MongoDB Explained

Databases are used every day. Your grocery store, bank, restaurant, online shopping sites, hospital, favorite clothing store, and mobile service provider, for instance, all use databases to keep track of customer, inventory, employee, and accounting information.

“A structured set of data held in a computer, especially one that is accessible in various ways.” At its most basic, a database is just a way of storing and organizing information. Ideally, it is organized in such a way that it can be easily accessed, managed, and updated.

And there’s a lot of databases out there that can suit you, we’ll name a few:

Considering your needs and requirements, you may be perfectly happy with most of these. But this time, we’ll be focusing our attention on MongoDB.

“Used by millions of developers to power the world’s most innovative products and services” — MongoDB

Companies that use MongoDB

As you can see above, a lot of very successful, international organizations and businesses are opting to use MongoDB. At Walter Code, we opted for MongoDB a while ago, and we’re quite satisfied with what it has to offer. It would only be logical to share our opinion and some insight into what MongoDB can do!

MongoDB is an open-source document database built on a horizontal scale-out architecture. Founded in 2007, MongoDB has a worldwide following in the developer community.

MongoDB is the pioneer of NoSQL databases, which developed because there was a need for a system that supports scale or rapid development cycles which are needed for modern applications.

The “documents” in MongoDB are JSON and BSON files. Instead of storing data in tables of rows or columns like SQL databases, each row in a MongoDB database is a document described in JSON, a formatting language.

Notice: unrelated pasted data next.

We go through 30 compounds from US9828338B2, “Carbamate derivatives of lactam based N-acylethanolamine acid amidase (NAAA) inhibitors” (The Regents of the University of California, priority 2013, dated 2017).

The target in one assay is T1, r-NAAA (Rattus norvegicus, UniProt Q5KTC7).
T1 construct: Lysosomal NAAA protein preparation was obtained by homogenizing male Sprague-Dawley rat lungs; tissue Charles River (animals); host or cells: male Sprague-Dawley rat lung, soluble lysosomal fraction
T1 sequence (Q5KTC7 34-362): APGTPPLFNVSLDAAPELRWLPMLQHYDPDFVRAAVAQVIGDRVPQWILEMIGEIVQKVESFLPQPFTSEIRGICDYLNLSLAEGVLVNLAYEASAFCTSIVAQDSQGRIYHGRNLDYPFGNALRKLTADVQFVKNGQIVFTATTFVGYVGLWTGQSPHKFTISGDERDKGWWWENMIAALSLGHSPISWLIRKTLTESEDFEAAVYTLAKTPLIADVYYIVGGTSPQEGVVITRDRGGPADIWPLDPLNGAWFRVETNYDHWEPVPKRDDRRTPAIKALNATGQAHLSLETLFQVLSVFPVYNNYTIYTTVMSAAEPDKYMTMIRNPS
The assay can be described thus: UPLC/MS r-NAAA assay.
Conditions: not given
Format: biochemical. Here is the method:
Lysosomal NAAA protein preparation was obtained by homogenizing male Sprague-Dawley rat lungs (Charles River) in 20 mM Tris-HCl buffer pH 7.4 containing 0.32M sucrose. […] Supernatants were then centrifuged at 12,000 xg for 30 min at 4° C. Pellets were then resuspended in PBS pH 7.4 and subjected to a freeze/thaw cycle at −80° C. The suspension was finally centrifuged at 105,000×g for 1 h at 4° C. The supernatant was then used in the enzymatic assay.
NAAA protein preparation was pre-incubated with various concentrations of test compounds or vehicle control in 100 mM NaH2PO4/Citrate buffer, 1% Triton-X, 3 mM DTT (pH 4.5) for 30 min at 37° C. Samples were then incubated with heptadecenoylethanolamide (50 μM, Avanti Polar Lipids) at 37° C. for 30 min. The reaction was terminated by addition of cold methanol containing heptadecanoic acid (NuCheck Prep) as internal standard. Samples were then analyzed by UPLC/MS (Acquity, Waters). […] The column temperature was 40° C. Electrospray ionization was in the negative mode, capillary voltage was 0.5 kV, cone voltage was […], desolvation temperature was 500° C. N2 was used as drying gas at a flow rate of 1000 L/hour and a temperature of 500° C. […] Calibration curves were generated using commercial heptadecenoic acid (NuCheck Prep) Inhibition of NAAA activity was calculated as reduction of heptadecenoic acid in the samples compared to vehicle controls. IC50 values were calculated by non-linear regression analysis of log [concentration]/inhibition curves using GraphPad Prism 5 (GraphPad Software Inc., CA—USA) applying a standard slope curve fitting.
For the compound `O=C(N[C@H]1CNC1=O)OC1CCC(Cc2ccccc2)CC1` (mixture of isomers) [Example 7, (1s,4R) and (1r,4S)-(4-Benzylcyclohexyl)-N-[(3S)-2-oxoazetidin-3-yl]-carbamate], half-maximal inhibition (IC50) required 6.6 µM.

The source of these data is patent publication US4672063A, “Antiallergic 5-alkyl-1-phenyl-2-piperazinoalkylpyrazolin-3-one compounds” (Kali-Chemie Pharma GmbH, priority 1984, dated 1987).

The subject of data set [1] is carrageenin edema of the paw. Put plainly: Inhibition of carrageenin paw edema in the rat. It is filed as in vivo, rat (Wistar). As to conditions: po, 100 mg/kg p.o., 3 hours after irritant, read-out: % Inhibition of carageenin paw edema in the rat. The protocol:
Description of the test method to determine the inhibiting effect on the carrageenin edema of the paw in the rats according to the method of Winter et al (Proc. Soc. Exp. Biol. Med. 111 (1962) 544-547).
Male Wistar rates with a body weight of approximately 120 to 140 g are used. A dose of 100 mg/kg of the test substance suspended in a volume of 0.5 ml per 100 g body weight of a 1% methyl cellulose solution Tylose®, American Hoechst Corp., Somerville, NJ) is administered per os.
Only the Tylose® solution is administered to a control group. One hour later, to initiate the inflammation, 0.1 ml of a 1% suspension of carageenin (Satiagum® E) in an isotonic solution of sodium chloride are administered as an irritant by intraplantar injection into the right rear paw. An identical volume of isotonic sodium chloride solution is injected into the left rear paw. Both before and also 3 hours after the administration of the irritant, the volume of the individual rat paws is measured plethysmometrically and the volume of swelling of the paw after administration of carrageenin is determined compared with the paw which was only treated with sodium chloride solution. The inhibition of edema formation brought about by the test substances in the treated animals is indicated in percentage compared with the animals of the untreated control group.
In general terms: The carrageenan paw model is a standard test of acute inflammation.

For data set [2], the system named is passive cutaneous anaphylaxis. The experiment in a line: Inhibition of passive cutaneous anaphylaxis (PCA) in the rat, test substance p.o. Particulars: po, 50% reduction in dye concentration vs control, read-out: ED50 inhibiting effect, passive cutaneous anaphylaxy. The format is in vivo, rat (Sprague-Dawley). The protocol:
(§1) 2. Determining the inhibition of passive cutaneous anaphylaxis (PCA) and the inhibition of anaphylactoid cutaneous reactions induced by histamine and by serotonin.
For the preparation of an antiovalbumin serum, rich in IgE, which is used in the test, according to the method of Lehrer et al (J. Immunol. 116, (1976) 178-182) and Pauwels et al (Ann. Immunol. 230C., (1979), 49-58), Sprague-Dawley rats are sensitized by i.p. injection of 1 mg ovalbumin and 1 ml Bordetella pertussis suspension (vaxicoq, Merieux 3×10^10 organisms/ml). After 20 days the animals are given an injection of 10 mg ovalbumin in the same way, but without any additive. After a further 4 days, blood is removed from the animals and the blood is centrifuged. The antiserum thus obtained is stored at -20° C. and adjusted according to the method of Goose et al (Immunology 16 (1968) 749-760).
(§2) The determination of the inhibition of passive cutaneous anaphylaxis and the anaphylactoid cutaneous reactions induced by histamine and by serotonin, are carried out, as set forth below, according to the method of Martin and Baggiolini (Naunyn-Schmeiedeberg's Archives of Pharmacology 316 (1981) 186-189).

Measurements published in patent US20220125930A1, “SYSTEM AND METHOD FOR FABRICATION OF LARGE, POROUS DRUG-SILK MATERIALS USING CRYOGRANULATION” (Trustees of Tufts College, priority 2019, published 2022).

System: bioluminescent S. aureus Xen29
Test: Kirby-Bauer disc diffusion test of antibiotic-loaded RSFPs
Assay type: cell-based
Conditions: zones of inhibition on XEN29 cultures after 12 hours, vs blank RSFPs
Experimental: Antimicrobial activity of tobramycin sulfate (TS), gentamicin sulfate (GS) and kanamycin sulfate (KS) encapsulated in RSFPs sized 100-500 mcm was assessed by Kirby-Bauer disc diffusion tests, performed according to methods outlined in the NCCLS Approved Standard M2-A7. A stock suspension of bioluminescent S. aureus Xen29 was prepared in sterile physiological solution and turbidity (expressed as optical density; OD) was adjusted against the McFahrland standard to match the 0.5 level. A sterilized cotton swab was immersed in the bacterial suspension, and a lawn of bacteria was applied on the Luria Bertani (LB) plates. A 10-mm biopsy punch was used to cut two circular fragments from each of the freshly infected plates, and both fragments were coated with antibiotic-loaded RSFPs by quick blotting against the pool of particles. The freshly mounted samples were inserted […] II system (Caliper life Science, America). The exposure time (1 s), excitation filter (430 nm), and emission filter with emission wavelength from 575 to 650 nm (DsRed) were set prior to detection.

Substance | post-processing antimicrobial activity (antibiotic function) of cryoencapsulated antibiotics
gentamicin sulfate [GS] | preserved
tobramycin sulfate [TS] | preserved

Here’s a simple JSON document describing contact information:

Some perks of using JSON are:

  • It is human-readable.
  • Structured and unstructured information can be stored in the same document.
  • You can nest JSON to store complex data objects.
  • Adding fields or leaving a field out is no problem since JSON has a flexible and dynamic schema
  • Adjust and reformat the database without the help of database admins

BSON, which is basically binary JSON was also created, to increase efficiency and support more data types. Data stored in BSON can be searched and indexed, tremendously increasing performance. MongoDB made sure that these databases can be used from various programming languages, including C, C#, Java, JavaScript, Perl, PHP, Phyton, Ruby, just to name a few.

Further still, an important perk of using MongoDB is the ease with which you can transfer to, and scale up with MongoDB. With work being distributed across many smaller computers, you can be sure to handle spikes in traffic! By comparison, most SQL databases use a scale-up architecture that is limited because it relies on creating faster and more powerful computers.

Since MongoDB is created by developers, for developers, and considering the amount of time it has been present (14 years) you are sure that they will listen to developers and their feedback!

Based on the consumer feedback from we can see some of the most valued features of MongoDB, as well as least-rated:

If you are bringing together tens or hundreds of data sources, the flexibility and power of the document model can create a unified single view in ways that other databases cannot. MongoDB has succeeded in bringing such projects to life when approaches using other databases failed.

  • Integrating large amounts of diverse data: create a unified single view when dealing with hundreds of data sources.
  • Describing complex data structures that evolve: document databases allow the embedding of documents to describe nested structures and easily tolerate variations in data.
  • Delivering data in high-performance applications: MongoDB’s scale-out architecture can support huge numbers of transactions on humongous databases.
  • Supporting hybrid and multi-cloud applications: if you have applications that need to run wherever they make sense, MongoDB supports any configuration now and in the future.
  • Supporting agile development and collaboration: Data becomes like code that is friendly to developers. Collaboration and governance can take place by allowing one team to control one part of a document and another team to control another part.

We’d like to add some links for you all to further explore the advantages of MongoDB compared to “traditional” databases such as MySQL.

Based on the information we’ve stated above, we hope you can see why we’ve chosen MongoDB. The efficiency and scalability it provides put it on top of our list of databases to use. However, we’re not trying to impose any opinions, we’re here to share the knowledge and some useful tips from our own experience! As always, we are eager to hear your own thoughts on the subject, and you can hit us up on our social media, at any time!





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